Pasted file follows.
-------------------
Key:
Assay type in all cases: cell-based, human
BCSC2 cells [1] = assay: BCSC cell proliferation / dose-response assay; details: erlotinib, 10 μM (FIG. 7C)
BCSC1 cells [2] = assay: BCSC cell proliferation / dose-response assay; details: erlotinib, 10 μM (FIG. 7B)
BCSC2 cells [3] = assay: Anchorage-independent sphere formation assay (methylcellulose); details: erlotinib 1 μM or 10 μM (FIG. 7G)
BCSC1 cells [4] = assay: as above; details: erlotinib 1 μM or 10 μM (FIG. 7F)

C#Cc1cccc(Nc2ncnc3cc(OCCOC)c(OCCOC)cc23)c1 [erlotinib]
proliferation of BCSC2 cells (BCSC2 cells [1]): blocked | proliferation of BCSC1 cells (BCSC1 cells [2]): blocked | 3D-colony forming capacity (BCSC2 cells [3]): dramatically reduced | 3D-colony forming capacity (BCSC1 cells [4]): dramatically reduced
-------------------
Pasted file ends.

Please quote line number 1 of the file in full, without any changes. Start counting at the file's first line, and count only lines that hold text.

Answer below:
Key: